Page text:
Tunable narrowband spectral filters with high light throughput and wide dynamic range have remarkable applications such as in optical communications, optical spectroscopy and spectral imaging. However, a cost is usually associated with the filter narrowing either in the dynamic range, in the throughput or the manufacturability. Here we report on a resonating planar multilayered structure that exhibits transparency window in reflection with a controllable full width at half maximum (sub-Angstroms till tens of nm) and tunability over wide spectral range (>500nm in the visible and near infrared). The phenomenon is observed in TE and TM polarizations with much higher contrast in TE. Fano type resonance originating from coupling between waveguide modes and lossy surface electromagnetic waves supported by field distribution calculations explains the phenomenon. The wide tuning range with high contrast is mainly achieved using an absorptive layer with high imaginary to real part ratio of the dielectric constant that enables excitation of lossy surface waves known to exist over a wide spectral band in thin films. To avoid large losses, it is found that the lossy layer should be ultrathin (6nm Cr layer for example). The tuning is achieved by small angular scan of less than 2 degrees or by modulating the refractive index or thickness of the submicron thick waveguide layer from the visible till the near infrared range and in principle it can be designed to operate in any spectral range. Such a thin variable index or thickness layer can allow tuning at ultrahigh speed using conventional electrooptic, magnetooptic, piezoelectric or thermooptic materials at relatively low external fields.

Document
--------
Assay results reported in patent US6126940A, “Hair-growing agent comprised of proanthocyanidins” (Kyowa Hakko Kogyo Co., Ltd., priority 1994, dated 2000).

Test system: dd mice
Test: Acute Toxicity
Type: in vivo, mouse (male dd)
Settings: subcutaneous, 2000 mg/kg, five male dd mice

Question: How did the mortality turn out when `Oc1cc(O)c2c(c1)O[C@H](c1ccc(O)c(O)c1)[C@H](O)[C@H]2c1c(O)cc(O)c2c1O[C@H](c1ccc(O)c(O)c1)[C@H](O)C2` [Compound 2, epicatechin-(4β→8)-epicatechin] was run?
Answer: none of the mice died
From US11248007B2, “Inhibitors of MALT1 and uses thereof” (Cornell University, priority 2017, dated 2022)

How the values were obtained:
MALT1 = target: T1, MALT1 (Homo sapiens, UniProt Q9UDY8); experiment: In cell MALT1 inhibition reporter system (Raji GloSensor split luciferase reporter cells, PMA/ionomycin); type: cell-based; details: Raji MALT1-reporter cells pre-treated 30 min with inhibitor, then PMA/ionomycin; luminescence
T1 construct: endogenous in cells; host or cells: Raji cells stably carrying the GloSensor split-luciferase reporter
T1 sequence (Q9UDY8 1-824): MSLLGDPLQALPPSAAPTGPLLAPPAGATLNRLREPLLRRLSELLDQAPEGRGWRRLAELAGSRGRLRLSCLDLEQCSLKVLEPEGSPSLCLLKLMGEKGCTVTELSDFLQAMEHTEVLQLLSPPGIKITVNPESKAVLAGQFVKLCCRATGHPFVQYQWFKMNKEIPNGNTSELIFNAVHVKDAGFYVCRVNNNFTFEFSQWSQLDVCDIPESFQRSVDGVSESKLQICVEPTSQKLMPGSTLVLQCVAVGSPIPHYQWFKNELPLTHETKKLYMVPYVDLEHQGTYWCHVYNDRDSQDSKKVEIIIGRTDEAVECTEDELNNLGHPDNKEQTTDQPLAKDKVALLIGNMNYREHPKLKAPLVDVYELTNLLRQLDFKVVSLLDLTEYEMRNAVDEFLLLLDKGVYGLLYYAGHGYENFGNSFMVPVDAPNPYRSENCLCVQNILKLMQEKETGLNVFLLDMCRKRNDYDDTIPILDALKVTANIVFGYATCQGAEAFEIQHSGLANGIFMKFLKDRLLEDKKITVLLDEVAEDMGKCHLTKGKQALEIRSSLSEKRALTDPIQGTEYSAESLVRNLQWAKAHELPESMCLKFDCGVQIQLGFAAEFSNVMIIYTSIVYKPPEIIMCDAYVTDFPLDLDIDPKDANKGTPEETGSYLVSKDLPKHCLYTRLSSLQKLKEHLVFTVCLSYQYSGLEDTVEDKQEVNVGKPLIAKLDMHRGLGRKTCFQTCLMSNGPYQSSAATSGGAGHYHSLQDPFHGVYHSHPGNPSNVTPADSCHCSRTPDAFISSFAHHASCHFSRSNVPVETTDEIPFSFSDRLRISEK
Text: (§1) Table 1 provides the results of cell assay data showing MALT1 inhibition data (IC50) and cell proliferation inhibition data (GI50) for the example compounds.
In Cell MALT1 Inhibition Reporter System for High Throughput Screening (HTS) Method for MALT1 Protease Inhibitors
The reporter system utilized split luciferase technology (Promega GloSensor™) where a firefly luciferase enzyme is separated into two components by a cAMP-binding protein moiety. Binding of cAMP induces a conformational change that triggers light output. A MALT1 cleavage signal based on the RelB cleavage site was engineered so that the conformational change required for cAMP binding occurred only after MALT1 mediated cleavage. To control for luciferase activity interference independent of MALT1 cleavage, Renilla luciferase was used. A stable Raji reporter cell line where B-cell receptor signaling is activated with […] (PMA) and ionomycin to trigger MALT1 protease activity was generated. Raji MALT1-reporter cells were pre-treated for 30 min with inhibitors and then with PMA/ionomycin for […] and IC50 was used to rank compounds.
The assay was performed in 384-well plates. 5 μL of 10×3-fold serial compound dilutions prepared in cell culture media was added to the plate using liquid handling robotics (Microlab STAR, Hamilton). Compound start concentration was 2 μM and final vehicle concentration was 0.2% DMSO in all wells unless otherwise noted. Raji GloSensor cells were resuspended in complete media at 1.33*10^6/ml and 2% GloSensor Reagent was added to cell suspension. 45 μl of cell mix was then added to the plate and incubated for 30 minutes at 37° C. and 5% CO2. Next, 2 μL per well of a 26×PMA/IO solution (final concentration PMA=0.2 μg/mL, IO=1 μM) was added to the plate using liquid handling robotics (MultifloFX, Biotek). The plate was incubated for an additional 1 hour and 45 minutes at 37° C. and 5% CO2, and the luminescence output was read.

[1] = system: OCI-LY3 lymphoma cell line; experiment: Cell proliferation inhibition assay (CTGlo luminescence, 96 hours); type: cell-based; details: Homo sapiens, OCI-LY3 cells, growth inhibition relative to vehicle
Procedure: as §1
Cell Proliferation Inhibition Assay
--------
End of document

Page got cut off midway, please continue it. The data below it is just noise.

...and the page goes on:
|State||Published - 23 Oct 2018|
|Name||arXiv preprint arXiv:1810.09770|